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J Trop Pediatr. 2007 Oct;53(5):313-8. Epub 2007 May 29.

Is there any relationship between asthma and asthma attack in children and atypical bacterial infections; Chlamydia pneumoniae, Mycoplasma pneumoniae and Helicobacter pylori.

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Department of Pediatric Allergy and Immunology, Faculty of Medicine, University of Cukurova, Adana, Turkey.


Asthma is a chronic inflammatory airway disease characterized by variable airway obstruction and bronchial hyperresponsiveness. There are many factors affecting the development and severity of childhood asthma such as genetic predisposition, atopy, environmental factors, obesity, diet, socioeconomic status, and infectious triggers. In the present study we aimed to investigate the frequency of Mycdoplasma pneumoniae, Chlamydia pneumoniae, and Helicobacter pylori infections in asthmatic children. We investigated also whether there is a relationship between these agents and asthma attacks.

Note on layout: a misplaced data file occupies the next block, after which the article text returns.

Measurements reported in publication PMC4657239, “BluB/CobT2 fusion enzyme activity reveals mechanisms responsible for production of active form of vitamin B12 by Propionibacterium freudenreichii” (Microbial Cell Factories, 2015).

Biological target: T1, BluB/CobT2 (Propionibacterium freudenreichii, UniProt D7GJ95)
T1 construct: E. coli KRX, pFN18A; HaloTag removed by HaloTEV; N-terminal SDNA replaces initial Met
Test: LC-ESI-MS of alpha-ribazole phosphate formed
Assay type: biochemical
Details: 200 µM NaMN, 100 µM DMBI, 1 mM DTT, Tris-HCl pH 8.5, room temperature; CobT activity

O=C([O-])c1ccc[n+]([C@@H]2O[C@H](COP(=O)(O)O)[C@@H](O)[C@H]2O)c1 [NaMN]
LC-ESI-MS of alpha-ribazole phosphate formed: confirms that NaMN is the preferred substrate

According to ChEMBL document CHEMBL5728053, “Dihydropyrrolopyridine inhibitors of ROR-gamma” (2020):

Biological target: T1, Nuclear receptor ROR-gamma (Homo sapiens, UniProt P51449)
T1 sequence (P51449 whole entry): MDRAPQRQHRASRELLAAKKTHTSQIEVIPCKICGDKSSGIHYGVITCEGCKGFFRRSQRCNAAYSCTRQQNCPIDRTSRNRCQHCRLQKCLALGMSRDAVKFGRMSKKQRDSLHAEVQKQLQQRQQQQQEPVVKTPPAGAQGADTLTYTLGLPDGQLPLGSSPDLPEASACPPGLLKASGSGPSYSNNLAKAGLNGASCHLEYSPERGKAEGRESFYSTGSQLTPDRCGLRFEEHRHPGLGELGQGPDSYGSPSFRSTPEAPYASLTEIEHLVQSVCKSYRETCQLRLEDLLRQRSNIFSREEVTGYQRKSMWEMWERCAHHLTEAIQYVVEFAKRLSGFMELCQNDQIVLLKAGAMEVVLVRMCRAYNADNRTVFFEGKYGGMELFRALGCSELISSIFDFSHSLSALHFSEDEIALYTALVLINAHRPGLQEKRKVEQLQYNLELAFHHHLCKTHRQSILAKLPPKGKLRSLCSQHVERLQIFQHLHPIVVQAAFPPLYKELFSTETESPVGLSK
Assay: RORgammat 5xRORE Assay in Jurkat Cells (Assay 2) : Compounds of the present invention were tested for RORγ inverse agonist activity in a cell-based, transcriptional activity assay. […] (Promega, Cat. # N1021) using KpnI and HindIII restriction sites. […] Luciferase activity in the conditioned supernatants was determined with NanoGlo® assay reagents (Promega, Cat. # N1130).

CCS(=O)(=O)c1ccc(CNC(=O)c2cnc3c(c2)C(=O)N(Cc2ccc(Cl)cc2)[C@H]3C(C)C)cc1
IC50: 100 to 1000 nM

Seventy-nine asthmatic children (46 males, aged 5-15 years) were included in study. The study group was divided into two groups: group 1 consisted of 37 children with asthma attacks and group 2 consisted of 42 children with stable asthma. As a control group we studied 36 healthy children. Pulmonary function tests, skin prick tests for common allergens were performed; serum total IgE, phadiatop, specific IgM and IgG antibody levels (ELISA) for M. pneumoniae, C. pneumoniae and H. pylori were measured in all patients.


Mycoplasma IgM and Chlamidia IgM were positive in 8.1% (3 patients) and 18.9% (7 patients) of group 1 patients, respectively. There was a statistically significant difference for Mycoplasma IgM (p = 0.031) and Chlamidia IgM (p = 0.03) between group1 and other two groups. We have not found significant difference for M. pneumoniae IgG, C. pneumoniae IgG and H. pylori IgM and IgG among groups.


M. Pneumoniae and C. Pneumoniae may play a role in development of asthma exacerbations in childhood. We could not find a relationship between H. Pylori and asthma.

[Indexed for MEDLINE]

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